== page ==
The SPANC, Public Service for Non-Collective Sanitation, in France


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The SPANC, Public Service for Non-Collective Sanitation, in France
By Tricel

For those of you who own a property in France, you need to make sure that your sewage treatment system is up to date. To do so, you might need to get in touch with the SPANC – the governmental entity for wastewater treatment regulations.

During a periodic inspection, the SPANC, a service of your municipality that manages the control of non-collective sanitation facilities for homes not connected to the sewer system, issues an opinion that determines whether or not it is necessary to upgrade your wastewater treatment system.

What is SPANC in France?

The SPANC (Public Service for Non-Collective Sanitation) is a local public service that is the responsibility of the municipality. Its missions can also be entrusted to service providers within the framework of a service contract or a public service delegation. The contact details of the SPANC in your area are available at your local mairie (town hall).

The role of SPANC (Public Service for Non-Collective Sanitation) has two main components. Firstly, SPANC will verify that the existing installations are functioning correctly and do not present any health or environmental hazards. Secondly, they will accompany you in your construction or rehabilitation project, and validate and control the installation of your non-collective sewage treatment installation. In this article, we will focus on SPANC’s role in inspecting existing installations.

Inspection Reports (Avis de Contrôle) and Evaluations Issued by SPANC

SPANC’s main mission is to control the proper functioning of existing individual sewage treatment systems. A SPANC inspection (or ‘contrôles’) must be carried out on a French property every 10 years, although it is most often carried out between 4 and 8 years. According to the legislation established by the Ministries of the Environment and Health and included in the directives proposed by the water agencies, 6 types of evaluation are offered:

  1. installation without defects
  2. installation with maintenance or wear defects of one of the components
  3. an incomplete, undersized or seriously malfunctioning installation
  4. installation with sanitary safety defects or structural defects that could endanger the safety of people
  5. installation located near a drinking water catchment area
  6. absence of an installation

To better understand what these different evaluations mean, as well as the consequences induced at the local level, let’s take the example of the SPANC report of the municipality communities of the Canton of Pont-de-Veyle (2013 annual report on the price and quality of non-collective sewage treatment service).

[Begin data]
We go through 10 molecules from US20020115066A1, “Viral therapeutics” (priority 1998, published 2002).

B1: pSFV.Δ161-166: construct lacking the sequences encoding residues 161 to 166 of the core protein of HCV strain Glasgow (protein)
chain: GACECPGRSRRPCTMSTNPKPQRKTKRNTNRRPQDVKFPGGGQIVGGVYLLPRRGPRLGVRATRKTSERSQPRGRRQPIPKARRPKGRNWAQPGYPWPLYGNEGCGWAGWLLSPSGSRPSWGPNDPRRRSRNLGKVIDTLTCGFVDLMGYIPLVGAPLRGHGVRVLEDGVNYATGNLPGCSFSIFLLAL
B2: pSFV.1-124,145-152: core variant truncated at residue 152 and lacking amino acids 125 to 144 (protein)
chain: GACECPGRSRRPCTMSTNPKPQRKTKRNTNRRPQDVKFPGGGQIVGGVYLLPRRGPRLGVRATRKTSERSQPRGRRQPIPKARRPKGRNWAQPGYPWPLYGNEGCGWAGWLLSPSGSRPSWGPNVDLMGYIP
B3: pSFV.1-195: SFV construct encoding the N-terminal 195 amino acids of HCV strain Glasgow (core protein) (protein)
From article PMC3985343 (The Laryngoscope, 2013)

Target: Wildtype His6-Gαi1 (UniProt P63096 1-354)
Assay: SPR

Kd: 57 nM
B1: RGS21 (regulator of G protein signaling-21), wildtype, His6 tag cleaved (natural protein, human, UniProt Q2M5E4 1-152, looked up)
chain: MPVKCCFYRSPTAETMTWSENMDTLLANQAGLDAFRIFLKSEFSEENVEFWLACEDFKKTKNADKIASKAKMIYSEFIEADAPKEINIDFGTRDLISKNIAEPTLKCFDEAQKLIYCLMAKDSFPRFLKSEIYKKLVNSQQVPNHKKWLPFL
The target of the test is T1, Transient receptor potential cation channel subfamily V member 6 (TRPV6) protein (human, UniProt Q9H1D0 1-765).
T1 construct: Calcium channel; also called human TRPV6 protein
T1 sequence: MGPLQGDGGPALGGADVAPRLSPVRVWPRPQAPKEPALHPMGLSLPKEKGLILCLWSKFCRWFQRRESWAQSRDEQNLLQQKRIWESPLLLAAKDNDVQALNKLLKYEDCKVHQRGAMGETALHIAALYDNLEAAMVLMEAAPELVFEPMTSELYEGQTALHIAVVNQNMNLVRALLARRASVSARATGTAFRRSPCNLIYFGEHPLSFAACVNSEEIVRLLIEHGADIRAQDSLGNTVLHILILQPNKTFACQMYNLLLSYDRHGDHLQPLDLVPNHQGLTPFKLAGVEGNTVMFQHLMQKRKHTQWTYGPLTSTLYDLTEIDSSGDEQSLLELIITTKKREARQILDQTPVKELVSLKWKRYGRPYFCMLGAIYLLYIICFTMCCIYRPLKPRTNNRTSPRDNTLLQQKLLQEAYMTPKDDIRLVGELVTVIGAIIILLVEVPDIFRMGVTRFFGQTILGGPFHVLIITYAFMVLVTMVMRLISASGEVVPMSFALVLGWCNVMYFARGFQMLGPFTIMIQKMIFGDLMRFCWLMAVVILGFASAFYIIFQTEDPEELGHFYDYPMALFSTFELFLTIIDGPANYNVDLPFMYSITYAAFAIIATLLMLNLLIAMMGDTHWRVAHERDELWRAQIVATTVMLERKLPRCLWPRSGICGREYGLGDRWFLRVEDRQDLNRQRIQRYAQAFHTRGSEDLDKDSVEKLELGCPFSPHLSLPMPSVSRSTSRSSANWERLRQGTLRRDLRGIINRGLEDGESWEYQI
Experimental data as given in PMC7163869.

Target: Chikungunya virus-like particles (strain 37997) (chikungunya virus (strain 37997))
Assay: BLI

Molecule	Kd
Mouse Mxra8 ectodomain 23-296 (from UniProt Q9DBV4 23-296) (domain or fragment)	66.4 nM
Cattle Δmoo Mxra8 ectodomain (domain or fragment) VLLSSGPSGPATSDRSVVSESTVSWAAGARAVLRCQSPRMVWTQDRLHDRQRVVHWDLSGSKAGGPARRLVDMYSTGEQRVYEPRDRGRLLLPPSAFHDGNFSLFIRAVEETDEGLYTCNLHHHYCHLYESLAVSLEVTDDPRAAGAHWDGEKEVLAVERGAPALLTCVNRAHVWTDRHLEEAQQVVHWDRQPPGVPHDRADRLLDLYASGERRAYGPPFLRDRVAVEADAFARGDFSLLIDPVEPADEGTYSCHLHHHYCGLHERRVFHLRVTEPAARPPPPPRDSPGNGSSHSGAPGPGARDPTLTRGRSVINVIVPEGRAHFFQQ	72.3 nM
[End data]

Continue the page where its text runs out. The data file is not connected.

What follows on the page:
Three categories of evaluations are listed there:

Favourable Evaluations

In this case, your installation conforms to the required standards. SPANC technicians will then simply advise you upon the maintenance that your installation requires. You will not be required to perform any work to rehabilitate your wastewater treatment system.

The systems that have an unreserved favourable evaluation, are mostly new or recent devices. They may also fall under the following criteria:

  • Installations with maintenance defects present, or wear and tear of one of the elements of the wastewater treatment system. In this case, SPANC will propose a list of recommendations to improve the good functioning of the installation and ensure it conforms to the existing regulations. This will be a recommendation rather than a legal necessity and there won’t be a deadline imposed.
  • In the case of very lightly occupied dwellings (for example, second homes, single people, or elderly couples) with very low volumes of wastewater, a non-compliant installation may be tolerated, as long as the current situation regarding inhabitants or wastewater levels does not change.

Unfavourable Evaluations

In this case, the installations are non-existent, inaccessible or in very bad condition. If there is a perceived danger to the health of the inhabitants or towards the environment, the installation must be rehabilitated within a maximum of 4 years, or within 1 year in the case of sale or acquisition of the housing. In case of absence of installation, this notice can be transformed into a formal notice to install a compliant system as soon as possible.

To find out more about the operation of SPANC and the branch that covers your municipality, ask for the contact details of the service at your local mairie.

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By Tricel